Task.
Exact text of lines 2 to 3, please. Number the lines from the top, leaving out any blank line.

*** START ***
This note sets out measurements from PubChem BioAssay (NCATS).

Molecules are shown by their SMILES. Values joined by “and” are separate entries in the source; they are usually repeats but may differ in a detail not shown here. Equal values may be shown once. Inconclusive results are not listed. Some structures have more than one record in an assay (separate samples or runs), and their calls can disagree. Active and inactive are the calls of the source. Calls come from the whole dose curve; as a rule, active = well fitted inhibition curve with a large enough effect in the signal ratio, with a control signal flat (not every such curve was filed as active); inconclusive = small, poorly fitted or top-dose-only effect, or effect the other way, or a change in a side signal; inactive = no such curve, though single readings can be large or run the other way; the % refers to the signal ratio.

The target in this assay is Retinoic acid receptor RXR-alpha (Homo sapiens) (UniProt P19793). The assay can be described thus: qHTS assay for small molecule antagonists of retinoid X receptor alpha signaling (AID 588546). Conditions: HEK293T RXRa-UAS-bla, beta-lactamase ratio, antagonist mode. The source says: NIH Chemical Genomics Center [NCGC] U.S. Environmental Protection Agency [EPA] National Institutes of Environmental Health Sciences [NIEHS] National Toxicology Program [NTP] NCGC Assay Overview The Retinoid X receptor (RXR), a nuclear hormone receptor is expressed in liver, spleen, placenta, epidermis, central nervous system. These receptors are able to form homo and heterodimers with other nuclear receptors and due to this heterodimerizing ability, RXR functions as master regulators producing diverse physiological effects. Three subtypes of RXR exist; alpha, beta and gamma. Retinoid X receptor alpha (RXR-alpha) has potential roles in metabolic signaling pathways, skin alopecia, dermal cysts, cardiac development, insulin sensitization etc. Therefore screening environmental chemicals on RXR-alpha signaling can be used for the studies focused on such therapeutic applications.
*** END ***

Molecules are shown by their SMILES. Values joined by “and” are separate entries in the source; they are usually repeats but may differ in a detail not shown here. Equal values may be shown once. Inconclusive results are not listed. Some structures have more than one record in an assay (separate samples or runs), and their calls can disagree. Active and inactive are the calls of the source. Calls come from the whole dose curve; as a rule, active = well fitted inhibition curve with a large enough effect in the signal ratio, with a control signal flat (not every such curve was filed as active); inconclusive = small, poorly fitted or top-dose-only effect, or effect the other way, or a change in a side signal; inactive = no such curve, though single readings can be large or run the other way; the % refers to the signal ratio.

The target in this assay is Retinoic acid receptor RXR-alpha (Homo sapiens) (UniProt P19793). The assay can be described thus: qHTS assay for small molecule antagonists of retinoid X receptor alpha signaling (AID 588546). Conditions: HEK293T RXRa-UAS-bla, beta-lactamase ratio, antagonist mode. The source says: NIH Chemical Genomics Center [NCGC] U.S. Environmental Protection Agency [EPA] National Institutes of Environmental Health Sciences [NIEHS] National Toxicology Program [NTP] NCGC Assay Overview The Retinoid X receptor (RXR), a nuclear hormone receptor is expressed in liver, spleen, placenta, epidermis, central nervous system. These receptors are able to form homo and heterodimers with other nuclear receptors and due to this heterodimerizing ability, RXR functions as master regulators producing diverse physiological effects. Three subtypes of RXR exist; alpha, beta and gamma. Retinoid X receptor alpha (RXR-alpha) has potential roles in metabolic signaling pathways, skin alopecia, dermal cysts, cardiac development, insulin sensitization etc. Therefore screening environmental chemicals on RXR-alpha signaling can be used for the studies focused on such therapeutic applications.